Since the 1990s, poverty and the processes that lead to poverty are conceived as multidimensional and highly context-specific. According to the World Bank (2000, pp.34), poverty is the result of: • • • Lack of income and assets to attain basic necessities—food, shelter, clothing, and acceptable levels of health and education Sense of voicelessness and powerlessness in the institutions of state and society Vulnerability to adverse shocks, linked to an inability to cope with them
The SLF developed by DFID (1999) also promotes a systematic analysis of the underlying processes and causes of poverty. It identifies the five assets poor people own or have access to (HNFSP), based on which they can achieve their livelihoods through livelihood strategies that are available to them.
Figure 1 The asset pentagon
From the SLF perspective, education helps achieve livelihood outcomes thus reducing poverty in the following senses:
• • •
increasing Human Capital (the skills, knowledge and ability to labour); helping the poor make better use of the four other types of assets; being regarded as an end itself by the poor.
Decentralisation and its linkage to poverty reduction
Definition and Typology Decentralisation is defined by Rondinelli (1981) as the transfer of authority to plan, make decisions and manage public functions from a higher level of government to any individual organization or agency at a lower level.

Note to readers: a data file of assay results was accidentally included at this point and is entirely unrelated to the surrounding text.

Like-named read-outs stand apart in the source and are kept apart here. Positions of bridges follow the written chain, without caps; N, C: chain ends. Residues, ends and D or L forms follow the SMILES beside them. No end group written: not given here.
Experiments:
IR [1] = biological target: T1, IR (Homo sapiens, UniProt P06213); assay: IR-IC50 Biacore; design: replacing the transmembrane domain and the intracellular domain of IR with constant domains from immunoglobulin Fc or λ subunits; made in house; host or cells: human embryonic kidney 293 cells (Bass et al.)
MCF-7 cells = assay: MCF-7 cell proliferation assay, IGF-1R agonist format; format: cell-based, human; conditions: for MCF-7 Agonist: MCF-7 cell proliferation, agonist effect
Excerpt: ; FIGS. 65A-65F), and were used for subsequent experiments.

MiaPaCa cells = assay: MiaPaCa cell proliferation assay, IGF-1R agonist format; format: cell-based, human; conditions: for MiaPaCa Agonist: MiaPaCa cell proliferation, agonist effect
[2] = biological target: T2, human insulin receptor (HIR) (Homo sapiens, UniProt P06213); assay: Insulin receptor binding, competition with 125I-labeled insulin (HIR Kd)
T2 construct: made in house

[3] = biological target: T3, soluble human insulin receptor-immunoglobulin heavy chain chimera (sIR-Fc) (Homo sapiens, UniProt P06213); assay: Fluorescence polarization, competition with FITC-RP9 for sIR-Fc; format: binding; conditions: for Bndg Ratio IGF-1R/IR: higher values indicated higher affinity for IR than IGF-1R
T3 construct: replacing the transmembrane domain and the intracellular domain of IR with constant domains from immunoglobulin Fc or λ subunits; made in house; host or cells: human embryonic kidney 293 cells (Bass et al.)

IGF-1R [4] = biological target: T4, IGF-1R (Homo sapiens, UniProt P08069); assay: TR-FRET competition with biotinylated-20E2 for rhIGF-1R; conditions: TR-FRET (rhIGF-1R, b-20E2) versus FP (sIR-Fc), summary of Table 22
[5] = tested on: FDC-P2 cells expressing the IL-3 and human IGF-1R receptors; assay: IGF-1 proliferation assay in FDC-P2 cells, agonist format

The underlying rationale of decentralisation is that a more decentralised state apparatus will be more exposed and therefore more responsive to local needs and aspirations (Crook and Sverrisson, 2001), which will produce systems of governance that are more effective and accountable to local people (Blair, 2000; Crook and Manor, 1998; Manor, 1999; Rondinelli et al.., 1989).
Power that is transferred can be political, administrative or fiscal. Four types of decentralisation are commonly recognised (Martinussen, 1997, pp.210-211): • Deconcentration: the handing over of administrative or managerial responsibility to sub-national units within line ministries or other sectorspecific national agencies. • Delegation: public enterprises and other semiautonomous government agencies are assigned responsibility for implementing sector investments or for operating public utilities and services. • • Devolution: the transfer of authority and responsibility to regional or local governments with their own discretionary authority. Privatisation: government agencies divesting themselves of responsibility for project implementation or for providing infrastructure and services.
Linkages to Sustainable Livelihoods
The above types of decentralisation have potentials to transform structures and processes of the society in a pro-poor way: